Man, it’s good to be back in Crested Butte. I rode the Lower Loop yesterday afternoon with my brother. What a beautiful trail for mountain biking. The Americanos at Camp 4 Coffee were something I’ve been missing as well.
I recently had to provision a laptop at my client’s site for my use. Certain third-party applications that are key to managing the technology practice there are Windows-only, but I (am fortunately allowed to) refuse to have a Windows-only machine. They are cool enough to let me shrink the corporate WIndows XP image and set up a Debian sid instance for dual-booting. I took my trusty CD of a recent daily snapshot (the fact that I have been able to use daily snapshots of the Debian Installer ISO for several years with little to no trouble is in itself a huge testimony to the quality of that project’s work) and popped it into the media drive of this rather battered Dell Latitude D600. I had heard at DebConf that the graphical installer was now fully part of the daily snapshots, so on a whim I invoked it with the ‘expertgui’ directive at the boot prompt.
If you haven’t seen this, go and burn an ISO of the daily snapshot for your architecture and boot into it. (I won’t even elaborate on the fact that being able to choose from 11 different architectures is massively impressive.) What a beautiful interface, and how amazingly tasteful as far as look-and-feel. It’s very professional-looking, yet not corporate. There’s a button to capture snapshots of the install screens right there on each screen. It may take a minute or two to adjust to having the right line in the display highlighted before clicking the button to continue in more-complex screens, but the annoyance is neglible. I was thoroughly impressed, so much so that I wiped my backup laptop, a ThinkPad T42, and did a reinstall using the graphical interface. You can still pop over to the other virtual terminals just like in the character-based installer; the graphical interface seems to use the fifth virtual terminal. I just popped out of it to the second via Ctrl + Alt + 2 and was able to mount a USB drive with some firmware I needed.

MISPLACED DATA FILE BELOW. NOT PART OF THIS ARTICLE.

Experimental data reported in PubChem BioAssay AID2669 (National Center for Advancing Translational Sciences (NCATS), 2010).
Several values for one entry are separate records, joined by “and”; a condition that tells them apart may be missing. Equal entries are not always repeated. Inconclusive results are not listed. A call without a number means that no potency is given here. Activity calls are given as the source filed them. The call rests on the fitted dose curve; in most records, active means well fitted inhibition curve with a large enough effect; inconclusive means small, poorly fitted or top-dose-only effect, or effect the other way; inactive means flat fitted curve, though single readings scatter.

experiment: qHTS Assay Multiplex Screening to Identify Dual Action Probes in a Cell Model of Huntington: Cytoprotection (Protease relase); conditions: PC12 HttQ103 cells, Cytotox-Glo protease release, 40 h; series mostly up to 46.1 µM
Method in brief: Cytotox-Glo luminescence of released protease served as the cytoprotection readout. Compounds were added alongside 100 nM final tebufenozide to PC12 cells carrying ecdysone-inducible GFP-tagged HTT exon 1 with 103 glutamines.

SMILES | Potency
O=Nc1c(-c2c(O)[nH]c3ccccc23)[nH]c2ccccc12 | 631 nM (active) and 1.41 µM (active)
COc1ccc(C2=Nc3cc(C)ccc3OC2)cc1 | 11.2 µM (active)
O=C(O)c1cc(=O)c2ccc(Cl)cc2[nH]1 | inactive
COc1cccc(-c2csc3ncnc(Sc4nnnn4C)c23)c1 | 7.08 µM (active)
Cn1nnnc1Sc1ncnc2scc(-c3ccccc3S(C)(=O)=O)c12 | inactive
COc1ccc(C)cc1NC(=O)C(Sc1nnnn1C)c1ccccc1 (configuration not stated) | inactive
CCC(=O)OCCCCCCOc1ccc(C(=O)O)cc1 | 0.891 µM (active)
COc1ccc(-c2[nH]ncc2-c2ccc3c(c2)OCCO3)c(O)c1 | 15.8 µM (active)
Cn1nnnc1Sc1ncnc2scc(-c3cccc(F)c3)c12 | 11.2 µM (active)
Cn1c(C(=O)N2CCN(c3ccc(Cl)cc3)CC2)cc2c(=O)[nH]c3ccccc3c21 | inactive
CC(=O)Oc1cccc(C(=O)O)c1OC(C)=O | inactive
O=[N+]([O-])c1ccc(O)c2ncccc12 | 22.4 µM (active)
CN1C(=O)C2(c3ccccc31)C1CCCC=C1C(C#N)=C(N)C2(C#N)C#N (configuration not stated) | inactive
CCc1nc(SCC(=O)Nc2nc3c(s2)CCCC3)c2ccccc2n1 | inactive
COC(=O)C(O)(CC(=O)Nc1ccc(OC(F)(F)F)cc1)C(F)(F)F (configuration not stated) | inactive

I wiped the T42 so I could run the IBM recovery and get XP back on a small partition. Hey, how else am I going to play Warcraft III? (Seriously, though, if anyone has managed to get Warcraft III to run via an emulator, let’s talk.) I found it a study in contrasts, installing XP and then installing Debian immediately after. The first thing I noticed with XP is how little visibility I have into the install process compared to the Debian installer. I suppose I shouldn’t have to since all these vendors have supposedly ensured (stifling audible laughter here) a smooth installation process for me. However, when something does go wrong, I am pretty much out of luck. Second, I have come to take for granted how quickly you can fully provision an OS instance with Debian’s rich package-management system. The benefits of an awesome package management system are painfully obvious as soon as you have to reinstall Windows or OS X, especially if you are a software developer with a whole litany of tools necessary for your work.
A graphical installer was the last major impediment to me recommending Debian to my friends and relatives who are too befuddled by a character-based application or installer. This closes a significant gap in the Debian offering, and I wish to sincerely thank those who have poured so much time into the installer project as a whole and have gone the extra distance to create an interface that reaches out to the less-technically-oriented crowd.